“Is It Time To Ban Computers From Classrooms?” asks the title of an NPR blog post by Tania Lombrozo. Her post is a mostly accurate summary of a new working paper by Carter, Greenberg and Walker: “The Impact of Computer Usage on Academic Performance: Evidence from a Randomized Trial at the United States Military Academy” reporting the results of a study conducted in Spring 2015 and Fall 2015 with 726 West Point students taking an introductory Economics course.
The punchline of the paper is that allowing laptop or tablet computers in the classroom lowered final exam scores by 0.18 standard deviation (1.7% – the mean was 72% with a standard deviation of 9%). The students were randomly assigned to sections, and each professor taught both a section that allowed computer use and a section that banned computer use. All sections took the same final exam, that included multiple choice, short answer, and essay questions. The authors could thus account for professor effect, GPA, and student self-selection, making this truly a randomized controlled study.
The authors argue that the size of the negative effect of computer use could be considerably larger in other college or university settings. The class size at West Point is capped at 18 students per section, and professors are expected to interact with all the students in a class session. West Point students may be more motivated because their overall grades and class rank affect their priority for post-graduation postings, and they are subject to discipline for inappropriate classroom behavior. At other colleges or universities, students in larger classes may may have less motivation to stay on task and experience greater temptation to engage in distracting computer use.
The study methodology and data analysis look really solid. These conclusions are in agreement with previous studies that all reported a negative effect of computer use on student performance. But I say these studies are misdirected.
I’ll start with key details of this study. The authors had 2 different “treatments” in the computer use category, in addition to the sections that completely banned computer use. Some sections had no restrictions on use of laptops or tablets. Other section allowed only tablets (iPads), that had to stay flat on the desktop during class. In lieu of measuring actual student computer use, the professors monitored and recorded student computer use during 3 class sessions over the course of the semester. In the sections that allowed unrestricted computer use, 80% of students used a laptop or tablet during at least 1 of the 3 class session. In the sections that restricted use to tablets that had to stay flat on the desk, only 40% of students used a tablet in at least 1 of the 3 class sessions. Despite the disparity in observed computer use in the two treatments, the supposed negative effect of computer use was indistinguishable (0.18 vs 0.17 standard deviations).
Another key detail is that the negative effect was observed only with the multiple-choice and short-answer questions that were machine-graded. The grades on the essay questions, graded by the professors, were the same between banned, restricted, and unrestricted computer use sections. Although the authors discount the essay question grades as being subjective, they do acknowledge that the essay questions addressed higher-order conceptual thinking than the multiple-choice and short answer questions.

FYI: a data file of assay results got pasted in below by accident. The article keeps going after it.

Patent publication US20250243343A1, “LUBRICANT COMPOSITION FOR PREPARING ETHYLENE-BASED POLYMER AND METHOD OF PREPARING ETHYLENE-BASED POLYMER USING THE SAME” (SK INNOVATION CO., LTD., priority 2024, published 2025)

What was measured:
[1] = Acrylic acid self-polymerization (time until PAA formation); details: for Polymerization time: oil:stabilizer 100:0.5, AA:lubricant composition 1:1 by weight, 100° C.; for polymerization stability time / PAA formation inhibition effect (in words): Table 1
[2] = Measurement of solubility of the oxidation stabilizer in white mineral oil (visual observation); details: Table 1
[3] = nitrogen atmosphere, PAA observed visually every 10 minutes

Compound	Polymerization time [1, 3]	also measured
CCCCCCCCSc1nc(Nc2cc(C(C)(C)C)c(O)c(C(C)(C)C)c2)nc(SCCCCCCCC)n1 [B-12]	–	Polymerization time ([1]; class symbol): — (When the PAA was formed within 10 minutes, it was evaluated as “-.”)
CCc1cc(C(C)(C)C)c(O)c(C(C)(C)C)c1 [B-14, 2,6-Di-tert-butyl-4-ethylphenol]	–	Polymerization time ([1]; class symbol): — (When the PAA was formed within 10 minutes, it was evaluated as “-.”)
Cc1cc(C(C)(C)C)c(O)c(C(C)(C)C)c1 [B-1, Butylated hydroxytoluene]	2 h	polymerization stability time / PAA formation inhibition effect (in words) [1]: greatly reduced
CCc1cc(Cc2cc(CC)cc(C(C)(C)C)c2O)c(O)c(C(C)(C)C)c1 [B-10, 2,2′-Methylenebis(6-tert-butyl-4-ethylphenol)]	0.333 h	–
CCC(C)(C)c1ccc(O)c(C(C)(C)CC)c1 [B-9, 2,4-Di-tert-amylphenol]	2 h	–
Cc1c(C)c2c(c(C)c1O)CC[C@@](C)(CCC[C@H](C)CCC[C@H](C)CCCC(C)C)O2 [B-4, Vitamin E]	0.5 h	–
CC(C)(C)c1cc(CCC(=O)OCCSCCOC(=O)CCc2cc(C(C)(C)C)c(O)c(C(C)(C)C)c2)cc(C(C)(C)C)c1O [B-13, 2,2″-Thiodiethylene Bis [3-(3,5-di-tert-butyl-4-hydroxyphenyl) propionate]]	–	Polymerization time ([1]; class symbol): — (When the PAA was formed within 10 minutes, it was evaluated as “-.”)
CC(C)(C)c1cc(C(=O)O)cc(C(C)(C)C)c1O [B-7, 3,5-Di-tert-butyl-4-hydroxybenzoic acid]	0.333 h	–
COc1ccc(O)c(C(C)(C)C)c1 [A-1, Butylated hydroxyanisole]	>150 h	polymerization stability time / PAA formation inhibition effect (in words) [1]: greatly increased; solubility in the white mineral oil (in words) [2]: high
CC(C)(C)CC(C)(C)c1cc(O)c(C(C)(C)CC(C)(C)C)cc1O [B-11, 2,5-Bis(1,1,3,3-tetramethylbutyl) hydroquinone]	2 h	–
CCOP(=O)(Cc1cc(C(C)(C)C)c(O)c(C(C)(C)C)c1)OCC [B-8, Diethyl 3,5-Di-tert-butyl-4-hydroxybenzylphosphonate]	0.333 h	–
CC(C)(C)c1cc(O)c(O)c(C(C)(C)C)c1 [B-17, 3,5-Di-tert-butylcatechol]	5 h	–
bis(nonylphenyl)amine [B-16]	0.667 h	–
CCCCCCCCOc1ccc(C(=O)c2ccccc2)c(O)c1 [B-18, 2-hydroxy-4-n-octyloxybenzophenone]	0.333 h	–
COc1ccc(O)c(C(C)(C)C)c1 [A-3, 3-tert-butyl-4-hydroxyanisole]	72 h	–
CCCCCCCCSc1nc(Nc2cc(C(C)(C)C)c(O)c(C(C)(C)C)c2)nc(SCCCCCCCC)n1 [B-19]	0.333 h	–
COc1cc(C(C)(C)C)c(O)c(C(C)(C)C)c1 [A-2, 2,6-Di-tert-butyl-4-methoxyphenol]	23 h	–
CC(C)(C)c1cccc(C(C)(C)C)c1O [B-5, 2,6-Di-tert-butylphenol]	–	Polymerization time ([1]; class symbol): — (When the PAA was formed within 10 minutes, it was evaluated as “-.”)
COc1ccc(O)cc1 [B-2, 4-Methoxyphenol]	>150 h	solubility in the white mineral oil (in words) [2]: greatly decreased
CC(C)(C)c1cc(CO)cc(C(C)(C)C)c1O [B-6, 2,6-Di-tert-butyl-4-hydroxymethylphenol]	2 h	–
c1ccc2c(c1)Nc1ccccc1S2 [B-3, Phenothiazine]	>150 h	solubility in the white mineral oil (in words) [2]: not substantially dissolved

If computer usage is detrimental, why doesn’t it scale with the amount of usage, and why does it not affect higher-order conceptual thinking?
Of the course, the biggest problem with this study and others like it, is that the course did not integrate computers into their classroom lessons. The authors themselves admonish in their concluding paragraph:
We want to be clear that we cannot relate our results to a class where the laptop or tablet is used deliberately in classroom instruction, as these exercises may boost a student’s ability to retain the material.
In other words, there was not a functional role for computers in these classrooms. Computers were irrelevant to learning – only 40% of students used a tablet in the tablet-restricted sections.
I argue that this and other such studies are tantamount to studying the effect of any potentially distracting, useless item in the classroom. The effect of pet rocks in the classroom. The effect of goldfish in the classroom. The effect of allowing eating candy in the classroom. There is no potential upside to having computers, or pet rocks, or goldfish, or candy in the classroom, if the lesson does not use any of these things. These studies are asking the wrong or irrelevant questions. What I’d really like to see are studies of how students using computers can enhance mastering of particular learning objectives, compared to other methods.
So by all means, if you are teaching in a way that has no use for computers, ban them. But in this information age, I prefer to challenge my students to explore, analyze, evaluate, create, and communicate with the universe of information and computing tools now available to them.